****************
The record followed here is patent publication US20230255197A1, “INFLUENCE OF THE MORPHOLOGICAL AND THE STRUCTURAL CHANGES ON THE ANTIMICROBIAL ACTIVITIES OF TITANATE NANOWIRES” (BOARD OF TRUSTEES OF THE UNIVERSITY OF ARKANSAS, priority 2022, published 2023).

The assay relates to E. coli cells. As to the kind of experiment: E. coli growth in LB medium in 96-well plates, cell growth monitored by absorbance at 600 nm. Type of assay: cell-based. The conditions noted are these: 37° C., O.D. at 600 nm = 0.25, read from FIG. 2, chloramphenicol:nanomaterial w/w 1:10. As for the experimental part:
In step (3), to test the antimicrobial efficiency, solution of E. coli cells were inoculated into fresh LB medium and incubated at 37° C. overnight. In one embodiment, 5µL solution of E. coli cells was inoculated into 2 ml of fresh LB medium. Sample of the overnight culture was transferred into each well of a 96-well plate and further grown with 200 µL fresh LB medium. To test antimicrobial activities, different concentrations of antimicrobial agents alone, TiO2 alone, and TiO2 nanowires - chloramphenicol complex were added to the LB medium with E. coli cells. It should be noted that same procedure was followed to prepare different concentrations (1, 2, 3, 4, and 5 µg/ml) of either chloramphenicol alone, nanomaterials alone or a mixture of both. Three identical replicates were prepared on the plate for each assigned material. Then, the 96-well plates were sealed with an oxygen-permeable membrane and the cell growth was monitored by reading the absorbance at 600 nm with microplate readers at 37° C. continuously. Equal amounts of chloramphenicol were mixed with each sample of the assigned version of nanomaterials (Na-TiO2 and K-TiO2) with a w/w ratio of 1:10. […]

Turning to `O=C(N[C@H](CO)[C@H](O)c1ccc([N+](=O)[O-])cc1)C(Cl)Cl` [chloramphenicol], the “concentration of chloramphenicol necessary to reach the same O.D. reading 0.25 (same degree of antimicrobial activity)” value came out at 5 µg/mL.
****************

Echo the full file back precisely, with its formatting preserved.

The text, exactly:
The record followed here is patent publication US20230255197A1, “INFLUENCE OF THE MORPHOLOGICAL AND THE STRUCTURAL CHANGES ON THE ANTIMICROBIAL ACTIVITIES OF TITANATE NANOWIRES” (BOARD OF TRUSTEES OF THE UNIVERSITY OF ARKANSAS, priority 2022, published 2023).

The assay relates to E. coli cells. As to the kind of experiment: E. coli growth in LB medium in 96-well plates, cell growth monitored by absorbance at 600 nm. Type of assay: cell-based. The conditions noted are these: 37° C., O.D. at 600 nm = 0.25, read from FIG. 2, chloramphenicol:nanomaterial w/w 1:10. As for the experimental part:
In step (3), to test the antimicrobial efficiency, solution of E. coli cells were inoculated into fresh LB medium and incubated at 37° C. overnight. In one embodiment, 5µL solution of E. coli cells was inoculated into 2 ml of fresh LB medium. Sample of the overnight culture was transferred into each well of a 96-well plate and further grown with 200 µL fresh LB medium. To test antimicrobial activities, different concentrations of antimicrobial agents alone, TiO2 alone, and TiO2 nanowires - chloramphenicol complex were added to the LB medium with E. coli cells. It should be noted that same procedure was followed to prepare different concentrations (1, 2, 3, 4, and 5 µg/ml) of either chloramphenicol alone, nanomaterials alone or a mixture of both. Three identical replicates were prepared on the plate for each assigned material. Then, the 96-well plates were sealed with an oxygen-permeable membrane and the cell growth was monitored by reading the absorbance at 600 nm with microplate readers at 37° C. continuously. Equal amounts of chloramphenicol were mixed with each sample of the assigned version of nanomaterials (Na-TiO2 and K-TiO2) with a w/w ratio of 1:10. […]

Turning to `O=C(N[C@H](CO)[C@H](O)c1ccc([N+](=O)[O-])cc1)C(Cl)Cl` [chloramphenicol], the “concentration of chloramphenicol necessary to reach the same O.D. reading 0.25 (same degree of antimicrobial activity)” value came out at 5 µg/mL.